The social contribution of the University can be seen in the different areas of impact that we have prioritised that can only be exemplified in some cases. Many of these contributions are the result of long-term processes that characterise regional social, economic and cultural identities. In the field of Environment and Sustainability, the university work has contributed to the knowledge and conservation of temperate rainforest ecosystems of the southern Latin American cone. Our campuses are located in green areas and, like other reserves and parks they are available for recreation, education, and research. The areas of collaboration and innovation in health have allowed an extensive university contribution in terms of primary care, family and intercultural health, and applied research that renews the university commitment to the general welfare of the population and focuses on vulnerable groups.

In the field of Art and Culture, the university has positioned Valdivia as a space of international relevance in cinema and contemporary visual arts, both present at the International Film Festival of Valdivia and the Museum of Art Contemporary; also, next to be unveiled is the Urban Park that recovers patrimony of the industrialisation processes that took place at the end of the 19th century. The artistic creation of our academics, a process comparable to scientific research in our institutionality, reinforces a project that aims to strengthen creative environments and austral urban projects. In the field of education, a set of programs have been aimed at reducing gaps in the access to university generated in a context of social and economic inequality that characterises the country. Inclusive access is part of our institutional commitments, in addition to international guidelines that consider education as a democratic and social mobilisation space.

The socioeconomic area is approached from different centers and faculties, and some of the latter founded the university by strengthening the regional agricultural development. Entrepreneurship and innovation programs and projects foster productive development by accompanying private and public initiatives that create the economic basis of regional development. Issues of public interest, such as integrated urban development and decentralised national development, are privileged subjects of academic bodies and specialised programs that interact and actively participate in local and national agendas.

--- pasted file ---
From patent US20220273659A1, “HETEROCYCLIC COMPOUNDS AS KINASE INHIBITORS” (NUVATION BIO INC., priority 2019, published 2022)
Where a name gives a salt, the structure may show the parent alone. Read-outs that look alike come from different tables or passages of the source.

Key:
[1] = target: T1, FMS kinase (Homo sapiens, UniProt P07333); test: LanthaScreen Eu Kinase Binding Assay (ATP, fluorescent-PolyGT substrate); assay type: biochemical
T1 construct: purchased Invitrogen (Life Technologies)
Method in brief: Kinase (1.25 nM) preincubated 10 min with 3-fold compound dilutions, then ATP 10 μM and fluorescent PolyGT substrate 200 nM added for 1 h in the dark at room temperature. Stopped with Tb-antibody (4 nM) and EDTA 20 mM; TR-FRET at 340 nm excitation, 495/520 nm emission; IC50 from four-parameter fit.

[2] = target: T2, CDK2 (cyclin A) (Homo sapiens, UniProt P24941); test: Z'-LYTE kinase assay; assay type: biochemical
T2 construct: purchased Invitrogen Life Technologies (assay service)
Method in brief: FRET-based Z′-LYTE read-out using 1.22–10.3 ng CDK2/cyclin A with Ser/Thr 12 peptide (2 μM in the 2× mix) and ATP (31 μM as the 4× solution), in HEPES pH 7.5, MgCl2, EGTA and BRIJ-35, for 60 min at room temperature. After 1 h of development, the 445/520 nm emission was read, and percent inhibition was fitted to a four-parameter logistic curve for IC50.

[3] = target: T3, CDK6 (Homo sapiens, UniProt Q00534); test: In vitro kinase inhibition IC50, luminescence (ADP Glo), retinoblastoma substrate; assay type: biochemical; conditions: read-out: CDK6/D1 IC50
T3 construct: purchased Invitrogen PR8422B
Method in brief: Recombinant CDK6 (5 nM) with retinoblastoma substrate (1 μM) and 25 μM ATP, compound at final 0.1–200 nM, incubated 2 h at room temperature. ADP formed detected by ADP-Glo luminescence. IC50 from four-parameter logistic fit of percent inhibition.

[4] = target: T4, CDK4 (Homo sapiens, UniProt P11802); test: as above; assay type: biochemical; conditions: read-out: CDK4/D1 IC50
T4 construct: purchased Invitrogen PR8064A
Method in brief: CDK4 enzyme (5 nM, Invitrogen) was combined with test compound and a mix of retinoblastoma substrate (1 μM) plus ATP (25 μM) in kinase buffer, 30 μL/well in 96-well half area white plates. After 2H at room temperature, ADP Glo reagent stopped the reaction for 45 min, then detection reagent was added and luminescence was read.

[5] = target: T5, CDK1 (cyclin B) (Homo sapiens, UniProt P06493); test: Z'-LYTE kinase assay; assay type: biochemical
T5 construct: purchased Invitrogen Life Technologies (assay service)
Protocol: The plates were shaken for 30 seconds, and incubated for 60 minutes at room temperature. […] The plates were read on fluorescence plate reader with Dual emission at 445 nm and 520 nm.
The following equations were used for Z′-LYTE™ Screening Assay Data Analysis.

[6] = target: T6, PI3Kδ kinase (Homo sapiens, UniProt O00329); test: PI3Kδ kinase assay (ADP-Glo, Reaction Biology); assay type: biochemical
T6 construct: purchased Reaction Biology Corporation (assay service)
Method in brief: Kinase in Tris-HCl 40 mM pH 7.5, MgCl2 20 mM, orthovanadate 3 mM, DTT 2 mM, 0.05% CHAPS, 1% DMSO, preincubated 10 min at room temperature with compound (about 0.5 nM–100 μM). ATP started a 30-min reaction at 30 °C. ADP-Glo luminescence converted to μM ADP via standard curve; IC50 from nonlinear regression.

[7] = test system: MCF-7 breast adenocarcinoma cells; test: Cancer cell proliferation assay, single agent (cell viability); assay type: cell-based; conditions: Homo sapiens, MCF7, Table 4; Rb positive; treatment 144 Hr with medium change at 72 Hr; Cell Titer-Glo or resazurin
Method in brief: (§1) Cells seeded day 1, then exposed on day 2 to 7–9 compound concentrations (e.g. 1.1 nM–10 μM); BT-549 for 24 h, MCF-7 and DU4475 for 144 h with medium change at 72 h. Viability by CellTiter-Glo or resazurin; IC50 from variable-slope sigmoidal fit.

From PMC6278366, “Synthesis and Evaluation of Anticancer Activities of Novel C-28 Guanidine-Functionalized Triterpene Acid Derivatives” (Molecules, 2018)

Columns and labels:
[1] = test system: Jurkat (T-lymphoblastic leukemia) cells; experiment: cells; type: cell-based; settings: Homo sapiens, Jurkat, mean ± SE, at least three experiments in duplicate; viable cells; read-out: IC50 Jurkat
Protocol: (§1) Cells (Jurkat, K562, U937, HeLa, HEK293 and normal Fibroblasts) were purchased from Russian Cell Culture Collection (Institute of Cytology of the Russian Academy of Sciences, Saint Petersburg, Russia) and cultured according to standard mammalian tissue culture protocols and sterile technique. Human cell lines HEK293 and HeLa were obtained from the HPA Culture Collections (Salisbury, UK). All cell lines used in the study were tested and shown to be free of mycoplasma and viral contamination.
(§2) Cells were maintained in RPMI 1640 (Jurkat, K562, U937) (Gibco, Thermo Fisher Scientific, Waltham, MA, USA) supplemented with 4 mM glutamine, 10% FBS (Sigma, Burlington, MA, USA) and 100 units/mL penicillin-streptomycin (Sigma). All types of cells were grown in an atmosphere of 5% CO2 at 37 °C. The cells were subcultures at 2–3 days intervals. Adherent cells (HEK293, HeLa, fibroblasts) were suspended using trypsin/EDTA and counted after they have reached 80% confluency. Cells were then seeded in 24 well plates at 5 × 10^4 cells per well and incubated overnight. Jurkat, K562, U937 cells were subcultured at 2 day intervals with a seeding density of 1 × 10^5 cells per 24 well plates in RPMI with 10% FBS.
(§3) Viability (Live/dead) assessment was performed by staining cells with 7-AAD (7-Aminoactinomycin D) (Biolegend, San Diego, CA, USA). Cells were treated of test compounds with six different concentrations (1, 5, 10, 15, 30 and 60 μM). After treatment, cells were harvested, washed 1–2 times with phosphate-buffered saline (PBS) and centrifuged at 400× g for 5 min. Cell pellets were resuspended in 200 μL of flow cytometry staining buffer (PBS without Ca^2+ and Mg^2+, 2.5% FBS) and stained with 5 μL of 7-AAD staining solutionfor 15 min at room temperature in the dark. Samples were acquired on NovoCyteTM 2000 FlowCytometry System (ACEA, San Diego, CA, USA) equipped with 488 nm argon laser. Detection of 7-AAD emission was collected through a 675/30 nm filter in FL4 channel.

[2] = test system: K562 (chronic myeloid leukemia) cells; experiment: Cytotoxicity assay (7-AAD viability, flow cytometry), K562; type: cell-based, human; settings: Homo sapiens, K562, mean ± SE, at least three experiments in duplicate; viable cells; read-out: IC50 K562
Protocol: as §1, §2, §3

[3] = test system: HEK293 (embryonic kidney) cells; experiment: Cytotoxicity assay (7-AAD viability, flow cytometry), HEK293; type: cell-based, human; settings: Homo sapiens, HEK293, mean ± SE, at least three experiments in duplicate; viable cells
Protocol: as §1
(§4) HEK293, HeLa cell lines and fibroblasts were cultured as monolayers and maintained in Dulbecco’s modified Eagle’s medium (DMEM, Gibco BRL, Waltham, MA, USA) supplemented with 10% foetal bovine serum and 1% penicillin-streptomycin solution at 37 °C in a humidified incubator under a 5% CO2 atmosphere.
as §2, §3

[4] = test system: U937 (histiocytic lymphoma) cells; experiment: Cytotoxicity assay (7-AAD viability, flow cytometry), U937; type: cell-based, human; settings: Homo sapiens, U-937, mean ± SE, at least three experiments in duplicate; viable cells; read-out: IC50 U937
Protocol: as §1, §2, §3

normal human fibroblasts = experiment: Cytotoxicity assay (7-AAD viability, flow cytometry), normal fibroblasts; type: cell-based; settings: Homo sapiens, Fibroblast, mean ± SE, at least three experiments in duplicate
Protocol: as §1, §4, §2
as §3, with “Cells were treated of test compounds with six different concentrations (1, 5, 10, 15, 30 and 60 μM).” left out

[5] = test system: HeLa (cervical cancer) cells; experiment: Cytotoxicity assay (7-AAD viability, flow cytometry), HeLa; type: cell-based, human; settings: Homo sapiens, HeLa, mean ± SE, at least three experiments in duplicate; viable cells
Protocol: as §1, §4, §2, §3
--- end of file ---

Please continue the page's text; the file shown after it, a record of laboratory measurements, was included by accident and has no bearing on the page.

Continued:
Third university mission: a practice in movement

The journey from the classic idea of university extension at the beginning of the 20th century to the current understanding of public engagement as a fundamental core of the educational projects of higher education institutions points out the privileged role of this university function for participating in social and political transformations. The notion of bidirectional interaction, which emphasises the relevance of reciprocity and mutual benefit, has given way to the idea of a network, in which the academic exercise has a fundamental role to play. Surely, it will soon be the image of the meshwork that will best reflect the possibilities and scope of university work ‘in’ society.

Although this diversity of approaches is seen for some as a weakness of the field, it significantly expresses its richness and potential. To strengthen the area and in turn, the social environments that create and host universities must be a matter of priority for the academic exercise, one that is based on creative, innovative and committed practices.

Leonor Adán A. is an archaeologist and PhD in History with a specialisation in Ethnohistory. Since 2014 she has been the Director of Public Engagement at the Universidad Austral de Chile, in charge of promoting the systematisation and assessment of the area as well as the active public engagement at regional and national levels. During 2015 she led one of the first national studies on the subject in the framework of the Annual Research Contest of the National Accreditation Commission. Previously, she had been since 1997 Director of the Department of Museology and Heritage. Since 1995 she has directed several FONDECYT-CONICYT research projects in the field of Archaeology, Anthropology, and Ethnohistory, with results in national and international publications. She is an active partner of the Chilean Society of Archaeology, the International Council of Museums (ICOM), and the Network of Regional Heritage Educators.